The Violence-Free Workplace is an extraordinary study of what a professional security organization should look like. The author is brutally honest in analyzing the most common issues facing security organizations, from the way the industry is treated by law enforcement to the challenges it faces from its own corporate managers. The result is a thought-provoking collection of recommendations that should be reviewed and considered, even if the reader does not agree with them.
The book is well laid out and has easy to follow chapters led by a problem statement and closed out by clear-cut recommendations, plus summaries. There are numerous examples—either real or hypothetical—in every chapter that help to drive home concepts and explanations.
The book drives discussion and evaluation of the security industry. In the chapter on health and fitness standards, the author compares the discrepancy in fitness standards between security officers and lifeguards, before explaining that both positions require extended periods of stationary duty interrupted with occasional but serious high-stress activity. It becomes a fitting exclamation point to a chapter already laden with statistics on obesity by industry.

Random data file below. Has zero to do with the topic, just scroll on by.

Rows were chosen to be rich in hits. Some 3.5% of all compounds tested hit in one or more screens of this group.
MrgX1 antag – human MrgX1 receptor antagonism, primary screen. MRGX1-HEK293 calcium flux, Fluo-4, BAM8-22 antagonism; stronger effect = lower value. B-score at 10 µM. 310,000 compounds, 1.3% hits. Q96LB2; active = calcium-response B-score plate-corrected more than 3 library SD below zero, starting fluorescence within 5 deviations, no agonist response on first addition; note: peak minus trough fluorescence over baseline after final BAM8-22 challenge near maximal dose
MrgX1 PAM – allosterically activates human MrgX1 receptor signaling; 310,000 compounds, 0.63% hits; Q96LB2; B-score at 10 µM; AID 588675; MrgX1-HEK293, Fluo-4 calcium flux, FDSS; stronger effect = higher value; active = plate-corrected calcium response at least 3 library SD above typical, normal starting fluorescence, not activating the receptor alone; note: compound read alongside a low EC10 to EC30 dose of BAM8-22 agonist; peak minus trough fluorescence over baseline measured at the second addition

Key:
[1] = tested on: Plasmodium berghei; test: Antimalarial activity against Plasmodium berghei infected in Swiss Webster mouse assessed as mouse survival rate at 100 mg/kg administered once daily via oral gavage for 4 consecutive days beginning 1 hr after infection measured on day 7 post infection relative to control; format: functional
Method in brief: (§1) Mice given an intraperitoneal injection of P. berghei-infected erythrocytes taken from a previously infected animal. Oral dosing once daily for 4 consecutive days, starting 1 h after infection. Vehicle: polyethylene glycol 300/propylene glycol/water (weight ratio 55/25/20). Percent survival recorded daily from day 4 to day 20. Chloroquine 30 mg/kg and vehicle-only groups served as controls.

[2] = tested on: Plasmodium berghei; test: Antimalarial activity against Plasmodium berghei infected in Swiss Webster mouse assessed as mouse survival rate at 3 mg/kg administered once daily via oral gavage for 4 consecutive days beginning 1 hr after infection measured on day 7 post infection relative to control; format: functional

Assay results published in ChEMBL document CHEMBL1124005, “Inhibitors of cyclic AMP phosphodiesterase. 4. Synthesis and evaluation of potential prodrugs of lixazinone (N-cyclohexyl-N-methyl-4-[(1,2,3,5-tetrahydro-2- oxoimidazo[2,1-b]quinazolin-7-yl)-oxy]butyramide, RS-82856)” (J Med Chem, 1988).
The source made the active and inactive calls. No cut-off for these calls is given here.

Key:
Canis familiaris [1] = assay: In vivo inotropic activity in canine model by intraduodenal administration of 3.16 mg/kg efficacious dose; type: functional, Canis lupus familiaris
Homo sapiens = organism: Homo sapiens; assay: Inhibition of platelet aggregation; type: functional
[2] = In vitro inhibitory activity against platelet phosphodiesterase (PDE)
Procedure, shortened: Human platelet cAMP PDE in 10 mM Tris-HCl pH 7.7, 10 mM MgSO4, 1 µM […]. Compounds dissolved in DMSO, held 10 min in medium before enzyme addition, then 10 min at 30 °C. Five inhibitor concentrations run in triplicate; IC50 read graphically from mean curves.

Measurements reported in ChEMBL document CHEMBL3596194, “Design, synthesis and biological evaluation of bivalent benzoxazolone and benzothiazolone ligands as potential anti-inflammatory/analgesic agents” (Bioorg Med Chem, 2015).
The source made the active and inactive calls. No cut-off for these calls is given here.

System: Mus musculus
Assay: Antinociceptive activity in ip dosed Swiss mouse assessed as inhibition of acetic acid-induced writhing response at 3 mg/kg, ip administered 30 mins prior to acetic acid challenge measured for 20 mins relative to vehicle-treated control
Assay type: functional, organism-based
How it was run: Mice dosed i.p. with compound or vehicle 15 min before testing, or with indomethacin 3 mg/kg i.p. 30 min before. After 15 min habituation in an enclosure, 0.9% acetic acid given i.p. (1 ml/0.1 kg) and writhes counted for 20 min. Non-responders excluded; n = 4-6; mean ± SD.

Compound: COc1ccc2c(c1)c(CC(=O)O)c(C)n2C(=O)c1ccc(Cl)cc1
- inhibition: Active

Another discussion centers on the typical use of security as either observe-and-report or forced compliance. The author delivers a compelling argument for the inadequacy of both models, considering both the need to intervene in critical incidents and the need to build and maintain positive relationships.
The discussion on key differences between law enforcement and security throughout the book is exceptional as well. The author reminds readers that when law enforcement departs after an incident, the security officer is still left at the scene dealing with long-term residual resentment from employees and friends of the person they helped remove.
Overall, this is a great book with a wealth of relevant information that would benefit not only security professionals, but also those in law enforcement who may one day work with or for a security organization. It should be shared with C-suite senior managers who may oversee their organization’s security teams within their busy portfolios.